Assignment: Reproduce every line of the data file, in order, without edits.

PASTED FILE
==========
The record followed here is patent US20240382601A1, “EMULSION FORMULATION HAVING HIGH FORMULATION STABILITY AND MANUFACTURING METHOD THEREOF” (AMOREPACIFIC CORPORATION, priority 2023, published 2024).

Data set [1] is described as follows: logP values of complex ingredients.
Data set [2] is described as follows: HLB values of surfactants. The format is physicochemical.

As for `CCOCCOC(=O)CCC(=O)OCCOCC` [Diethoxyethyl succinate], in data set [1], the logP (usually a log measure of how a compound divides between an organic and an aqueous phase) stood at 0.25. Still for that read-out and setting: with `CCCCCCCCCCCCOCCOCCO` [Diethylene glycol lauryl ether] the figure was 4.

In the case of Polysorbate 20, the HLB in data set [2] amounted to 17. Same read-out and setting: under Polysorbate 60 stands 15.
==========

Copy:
The record followed here is patent US20240382601A1, “EMULSION FORMULATION HAVING HIGH FORMULATION STABILITY AND MANUFACTURING METHOD THEREOF” (AMOREPACIFIC CORPORATION, priority 2023, published 2024).

Data set [1] is described as follows: logP values of complex ingredients.
Data set [2] is described as follows: HLB values of surfactants. The format is physicochemical.

As for `CCOCCOC(=O)CCC(=O)OCCOCC` [Diethoxyethyl succinate], in data set [1], the logP (usually a log measure of how a compound divides between an organic and an aqueous phase) stood at 0.25. Still for that read-out and setting: with `CCCCCCCCCCCCOCCOCCO` [Diethylene glycol lauryl ether] the figure was 4.

In the case of Polysorbate 20, the HLB in data set [2] amounted to 17. Same read-out and setting: under Polysorbate 60 stands 15.